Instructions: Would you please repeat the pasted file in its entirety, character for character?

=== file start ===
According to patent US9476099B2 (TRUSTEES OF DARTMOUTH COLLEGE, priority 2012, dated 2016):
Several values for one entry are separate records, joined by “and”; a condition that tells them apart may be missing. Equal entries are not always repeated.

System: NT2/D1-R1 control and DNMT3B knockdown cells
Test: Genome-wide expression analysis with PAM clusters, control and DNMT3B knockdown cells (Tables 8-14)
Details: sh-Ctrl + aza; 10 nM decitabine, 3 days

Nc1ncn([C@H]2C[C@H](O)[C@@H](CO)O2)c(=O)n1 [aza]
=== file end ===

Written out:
According to patent US9476099B2 (TRUSTEES OF DARTMOUTH COLLEGE, priority 2012, dated 2016):
Several values for one entry are separate records, joined by “and”; a condition that tells them apart may be missing. Equal entries are not always repeated.

System: NT2/D1-R1 control and DNMT3B knockdown cells
Test: Genome-wide expression analysis with PAM clusters, control and DNMT3B knockdown cells (Tables 8-14)
Details: sh-Ctrl + aza; 10 nM decitabine, 3 days

Nc1ncn([C@H]2C[C@H](O)[C@@H](CO)O2)c(=O)n1 [aza]